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|Title:||Tests of prototype PCM 'sails' for office cooling|
|Citation:||Applied Thermal Engineering, 31(5), 717 - 726, 2011|
|Abstract:||PCM modules, constructed from a paraffin/LDPE composite, were tested in an occupied London office, in summer. Design variations tested the effect on heat transfer of a black paint or aluminium surface, the effect of different phase transition zones and the effect of discharging heat inside or outside. The modules’ temperatures were monitored along with airflow rate, air temperature and globe temperature. Their small size meant any effect on room temperature was negligible. Using DSC measurements of the PCMs’ thermophysical properties, in conjunction with the environmental measurements, a semi-empirical model of the modules was constructed in FLUENT using an enthalpy-porosity formulation to model phase change. Good validation was obtained for all modules using the temperature measurements with notable divergence when maximum liquid fraction was reached. The model was validated by the temperature measurements and used to generate mean liquid fraction and surface heat transfer rate profiles for performance comparisons. The broad phase transition zones of the PCMs results in wasted latent heat capacity. Black modules transfer heat and exhaust latent storage capacity significantly quicker than aluminium modules, due to radiant exchange. Discharging heat outside leads to an increase in thermal storage capacity and a higher rate of heat absorption.|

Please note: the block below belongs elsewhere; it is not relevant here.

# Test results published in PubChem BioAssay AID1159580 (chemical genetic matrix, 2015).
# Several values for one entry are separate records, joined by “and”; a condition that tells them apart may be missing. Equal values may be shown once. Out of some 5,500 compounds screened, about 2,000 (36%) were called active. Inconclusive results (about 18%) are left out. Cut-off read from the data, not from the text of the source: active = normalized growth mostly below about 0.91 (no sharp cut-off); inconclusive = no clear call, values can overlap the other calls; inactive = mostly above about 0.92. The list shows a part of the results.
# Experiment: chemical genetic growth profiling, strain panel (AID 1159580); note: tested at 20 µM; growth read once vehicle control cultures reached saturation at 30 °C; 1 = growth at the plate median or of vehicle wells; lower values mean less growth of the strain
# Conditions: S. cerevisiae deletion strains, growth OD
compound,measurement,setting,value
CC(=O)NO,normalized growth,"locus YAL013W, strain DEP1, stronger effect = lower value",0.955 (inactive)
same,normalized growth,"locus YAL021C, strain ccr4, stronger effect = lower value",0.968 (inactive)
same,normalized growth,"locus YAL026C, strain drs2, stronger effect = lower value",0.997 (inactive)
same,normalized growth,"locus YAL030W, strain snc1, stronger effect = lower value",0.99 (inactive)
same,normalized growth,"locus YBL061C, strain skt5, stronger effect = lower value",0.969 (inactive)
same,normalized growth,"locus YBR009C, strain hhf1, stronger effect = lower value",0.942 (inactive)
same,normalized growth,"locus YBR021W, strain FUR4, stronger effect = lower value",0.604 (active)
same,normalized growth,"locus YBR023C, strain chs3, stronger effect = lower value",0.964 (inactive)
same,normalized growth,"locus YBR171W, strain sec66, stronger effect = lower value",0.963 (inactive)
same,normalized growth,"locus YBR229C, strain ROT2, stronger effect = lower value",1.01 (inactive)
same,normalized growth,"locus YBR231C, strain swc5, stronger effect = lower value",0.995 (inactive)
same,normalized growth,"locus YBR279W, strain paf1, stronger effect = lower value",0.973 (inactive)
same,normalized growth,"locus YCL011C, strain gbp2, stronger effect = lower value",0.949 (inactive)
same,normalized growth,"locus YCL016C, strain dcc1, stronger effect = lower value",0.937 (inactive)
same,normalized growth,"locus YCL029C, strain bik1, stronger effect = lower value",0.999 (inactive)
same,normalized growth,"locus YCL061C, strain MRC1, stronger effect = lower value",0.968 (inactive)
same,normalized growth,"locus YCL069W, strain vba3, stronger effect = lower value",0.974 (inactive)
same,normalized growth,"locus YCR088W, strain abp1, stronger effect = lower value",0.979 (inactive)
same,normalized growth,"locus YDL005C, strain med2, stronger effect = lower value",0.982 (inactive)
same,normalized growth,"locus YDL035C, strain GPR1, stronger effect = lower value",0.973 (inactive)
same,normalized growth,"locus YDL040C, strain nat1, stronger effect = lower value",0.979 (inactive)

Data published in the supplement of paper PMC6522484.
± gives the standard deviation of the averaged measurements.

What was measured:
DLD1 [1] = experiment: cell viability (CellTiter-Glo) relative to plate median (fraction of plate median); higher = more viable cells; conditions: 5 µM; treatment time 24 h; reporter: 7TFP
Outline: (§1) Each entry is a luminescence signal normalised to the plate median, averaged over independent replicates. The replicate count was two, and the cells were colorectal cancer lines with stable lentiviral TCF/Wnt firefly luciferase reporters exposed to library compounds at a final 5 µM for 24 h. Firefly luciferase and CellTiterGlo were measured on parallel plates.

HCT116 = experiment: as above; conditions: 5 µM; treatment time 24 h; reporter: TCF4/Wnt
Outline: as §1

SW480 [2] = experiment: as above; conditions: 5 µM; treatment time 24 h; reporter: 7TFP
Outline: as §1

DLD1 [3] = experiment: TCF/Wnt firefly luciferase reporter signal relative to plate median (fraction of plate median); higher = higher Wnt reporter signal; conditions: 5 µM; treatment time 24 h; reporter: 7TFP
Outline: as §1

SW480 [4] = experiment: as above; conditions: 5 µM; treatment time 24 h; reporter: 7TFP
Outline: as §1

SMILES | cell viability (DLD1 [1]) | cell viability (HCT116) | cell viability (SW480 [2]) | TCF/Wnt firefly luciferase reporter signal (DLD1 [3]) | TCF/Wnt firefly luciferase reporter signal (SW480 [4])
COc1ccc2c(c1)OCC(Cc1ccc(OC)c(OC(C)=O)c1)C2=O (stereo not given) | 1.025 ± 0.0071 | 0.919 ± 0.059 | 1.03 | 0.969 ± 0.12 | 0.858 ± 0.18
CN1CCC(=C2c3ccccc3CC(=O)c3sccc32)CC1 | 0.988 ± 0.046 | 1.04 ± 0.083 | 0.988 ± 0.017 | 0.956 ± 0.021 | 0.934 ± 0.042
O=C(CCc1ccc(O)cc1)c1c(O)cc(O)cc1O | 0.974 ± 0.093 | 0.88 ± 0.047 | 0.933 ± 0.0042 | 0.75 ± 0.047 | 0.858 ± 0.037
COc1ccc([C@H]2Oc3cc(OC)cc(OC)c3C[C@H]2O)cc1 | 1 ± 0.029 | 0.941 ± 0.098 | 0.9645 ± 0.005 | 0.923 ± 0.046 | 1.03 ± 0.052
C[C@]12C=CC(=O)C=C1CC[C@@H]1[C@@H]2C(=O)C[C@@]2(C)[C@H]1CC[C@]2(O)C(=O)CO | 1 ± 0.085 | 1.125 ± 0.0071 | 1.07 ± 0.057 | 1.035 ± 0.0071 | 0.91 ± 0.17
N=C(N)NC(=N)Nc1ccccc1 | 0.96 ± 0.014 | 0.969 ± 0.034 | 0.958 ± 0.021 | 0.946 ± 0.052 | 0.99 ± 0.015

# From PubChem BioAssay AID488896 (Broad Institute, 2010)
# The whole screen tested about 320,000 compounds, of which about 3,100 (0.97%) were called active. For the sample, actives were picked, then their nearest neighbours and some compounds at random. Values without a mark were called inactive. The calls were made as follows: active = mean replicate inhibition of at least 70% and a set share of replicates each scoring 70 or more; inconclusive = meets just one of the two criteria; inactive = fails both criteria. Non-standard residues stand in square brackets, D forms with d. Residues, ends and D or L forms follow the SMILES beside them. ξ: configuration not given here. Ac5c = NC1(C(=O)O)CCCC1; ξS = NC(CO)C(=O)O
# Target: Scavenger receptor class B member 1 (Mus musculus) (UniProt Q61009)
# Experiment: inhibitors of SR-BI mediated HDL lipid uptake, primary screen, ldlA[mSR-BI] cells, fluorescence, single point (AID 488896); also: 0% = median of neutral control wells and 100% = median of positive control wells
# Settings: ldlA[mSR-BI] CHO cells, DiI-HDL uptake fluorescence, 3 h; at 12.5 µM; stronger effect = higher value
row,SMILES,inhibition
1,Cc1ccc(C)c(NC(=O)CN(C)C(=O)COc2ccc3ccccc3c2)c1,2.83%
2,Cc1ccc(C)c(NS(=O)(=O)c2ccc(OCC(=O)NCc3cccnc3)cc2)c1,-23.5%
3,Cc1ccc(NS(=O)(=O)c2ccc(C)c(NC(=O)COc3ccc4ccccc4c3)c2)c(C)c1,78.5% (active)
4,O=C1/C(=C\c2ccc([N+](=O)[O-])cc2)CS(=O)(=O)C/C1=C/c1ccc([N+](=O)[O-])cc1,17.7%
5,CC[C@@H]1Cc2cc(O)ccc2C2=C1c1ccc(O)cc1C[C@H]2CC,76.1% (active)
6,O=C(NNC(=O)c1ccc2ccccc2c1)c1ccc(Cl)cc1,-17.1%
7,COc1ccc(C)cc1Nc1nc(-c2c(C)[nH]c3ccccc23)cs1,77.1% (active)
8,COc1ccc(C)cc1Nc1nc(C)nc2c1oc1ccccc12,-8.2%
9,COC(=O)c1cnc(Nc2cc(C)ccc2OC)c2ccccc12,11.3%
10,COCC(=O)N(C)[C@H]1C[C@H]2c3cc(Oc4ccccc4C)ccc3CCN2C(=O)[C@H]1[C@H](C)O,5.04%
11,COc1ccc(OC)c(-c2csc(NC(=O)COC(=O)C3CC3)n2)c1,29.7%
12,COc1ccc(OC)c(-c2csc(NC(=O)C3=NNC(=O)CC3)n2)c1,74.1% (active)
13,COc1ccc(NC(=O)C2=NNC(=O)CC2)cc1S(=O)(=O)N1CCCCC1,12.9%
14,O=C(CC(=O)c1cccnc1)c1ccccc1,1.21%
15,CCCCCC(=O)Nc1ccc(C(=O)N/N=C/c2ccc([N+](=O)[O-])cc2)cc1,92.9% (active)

|Description:||This is the post-print version of the final paper published in Applied Thermal Engineering. The published article is available from the link below. Changes resulting from the publishing process, such as peer review, editing, corrections, structural formatting, and other quality control mechanisms may not be reflected in this document. Changes may have been made to this work since it was submitted for publication. Copyright @ 2010 Elsevier B.V.|
|Appears in Collections:||Mechanical and Aerospace Engineering|
Dept of Mechanical Aerospace and Civil Engineering Research Papers
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